When you boil it down, recruiting is really all about one thing: people. Day in and day out, recruiters are building relationships while they’re getting to know their candidates, collaborating with hiring managers, or swapping stories with fellow teammates. There’s a constant curiosity around discovering the commonalities among individuals we meet and how we can utilize them to propel a relationship forward in a positive, meaningful direction. In some cases, this can be uncovered in the most simple of ways (”You watch The Good Place too? Nice!”), but in a field where people and your relationships with them can have a direct effect on your overall fulfillment and enjoyment, you’re bound to come across someone who, to put it simply, just doesn’t jive with your vibe. I may or may not be speaking from experience (I totally am).
I’ve been on teams with folks who have had completely dissimilar, sometimes even opposite, working and communication styles. I’ve had managers who have absolutely no sense of humor or spirit of fun. I’ve worked with candidates who see our relationship as more of a business deal than a human bond. A few years ago, my immediate reaction to these instances would be somewhere along the lines of, “How can I change? What is wrong with me? What more can I do to get them to like me?” Admittedly, it was a bit naive. Maybe it was even slightly dramatic. But if you’re anything like me – a person who aims to please, who seems to rarely come across someone I can’t immediately get along or find common ground with – it can be an even more difficult circumstance to navigate. But the older I become and the more experience I get, the more I realize that this is actually more common than I initially expected.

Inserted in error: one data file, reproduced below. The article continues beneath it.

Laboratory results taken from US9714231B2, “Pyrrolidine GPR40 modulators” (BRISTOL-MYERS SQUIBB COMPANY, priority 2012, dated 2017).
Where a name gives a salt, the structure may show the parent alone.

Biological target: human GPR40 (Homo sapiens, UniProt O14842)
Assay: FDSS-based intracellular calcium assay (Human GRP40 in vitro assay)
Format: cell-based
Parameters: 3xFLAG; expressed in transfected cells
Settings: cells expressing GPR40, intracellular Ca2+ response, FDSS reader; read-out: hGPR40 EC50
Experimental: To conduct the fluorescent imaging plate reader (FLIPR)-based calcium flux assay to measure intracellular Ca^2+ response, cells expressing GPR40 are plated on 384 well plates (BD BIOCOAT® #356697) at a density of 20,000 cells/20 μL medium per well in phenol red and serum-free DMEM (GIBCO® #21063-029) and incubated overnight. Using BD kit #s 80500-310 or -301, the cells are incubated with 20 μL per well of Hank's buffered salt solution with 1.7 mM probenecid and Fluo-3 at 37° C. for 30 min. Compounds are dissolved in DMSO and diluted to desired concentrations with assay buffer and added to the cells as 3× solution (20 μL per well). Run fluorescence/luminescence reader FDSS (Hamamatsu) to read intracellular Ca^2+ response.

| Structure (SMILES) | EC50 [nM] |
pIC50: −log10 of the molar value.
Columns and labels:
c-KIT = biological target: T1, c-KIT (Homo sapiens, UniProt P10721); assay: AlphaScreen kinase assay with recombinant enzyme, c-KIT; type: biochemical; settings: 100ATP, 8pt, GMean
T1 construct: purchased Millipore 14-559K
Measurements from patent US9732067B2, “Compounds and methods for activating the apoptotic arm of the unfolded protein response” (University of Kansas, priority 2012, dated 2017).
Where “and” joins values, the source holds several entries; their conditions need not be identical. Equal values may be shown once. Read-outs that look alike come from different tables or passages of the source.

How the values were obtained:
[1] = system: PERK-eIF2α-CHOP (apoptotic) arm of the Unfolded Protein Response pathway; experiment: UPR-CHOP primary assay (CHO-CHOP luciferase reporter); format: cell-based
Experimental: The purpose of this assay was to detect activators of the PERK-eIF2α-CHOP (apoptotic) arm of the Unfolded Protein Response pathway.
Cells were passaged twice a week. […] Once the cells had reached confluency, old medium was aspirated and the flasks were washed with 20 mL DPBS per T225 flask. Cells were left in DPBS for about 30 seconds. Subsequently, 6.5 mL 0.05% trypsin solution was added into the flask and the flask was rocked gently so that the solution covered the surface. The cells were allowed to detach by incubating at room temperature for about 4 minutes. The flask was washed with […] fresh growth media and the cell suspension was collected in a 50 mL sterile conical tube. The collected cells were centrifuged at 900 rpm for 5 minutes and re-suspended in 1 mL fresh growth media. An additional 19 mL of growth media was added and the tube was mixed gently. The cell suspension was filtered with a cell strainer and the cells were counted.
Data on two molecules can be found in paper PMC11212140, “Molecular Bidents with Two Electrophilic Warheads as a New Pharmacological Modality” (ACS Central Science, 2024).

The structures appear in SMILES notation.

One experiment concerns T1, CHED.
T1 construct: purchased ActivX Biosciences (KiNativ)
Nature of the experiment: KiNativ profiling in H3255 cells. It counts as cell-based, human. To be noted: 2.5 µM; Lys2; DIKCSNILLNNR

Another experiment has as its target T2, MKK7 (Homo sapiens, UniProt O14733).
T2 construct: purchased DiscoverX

But that’s not to say it’s a bad thing.
Accepting that people are inherently different in their perspectives, dispositions, and personalities is an incredibly universal lesson. I’m a firm believer in the notion that continuing to figure out how to bridge these differences is such a valuable practice in recruiting, in work, and in life. I’ve learned that the best way to do that isn’t to continuously change entire aspects of myself to fit a distinct, unique mold of “person” that I assume each of these relationships requires. Rather, I’ve found that it’s actually more about having a firm understanding of who I am and how I bring value, then putting forth the effort to understand these same things about the person on the other side. Zoom out on the differences, so you can also keep sight of the similarities. See also: compromise, honest dialogue, assuming positive intent.
People are complicated, multi-faceted, and constantly changing. When building relationships is your job, it can be easy to forget that these characteristics, which can sometimes make the job more difficult, can also make it so much more fun. I’m sure I’m not alone in that mindset – does anyone else agree?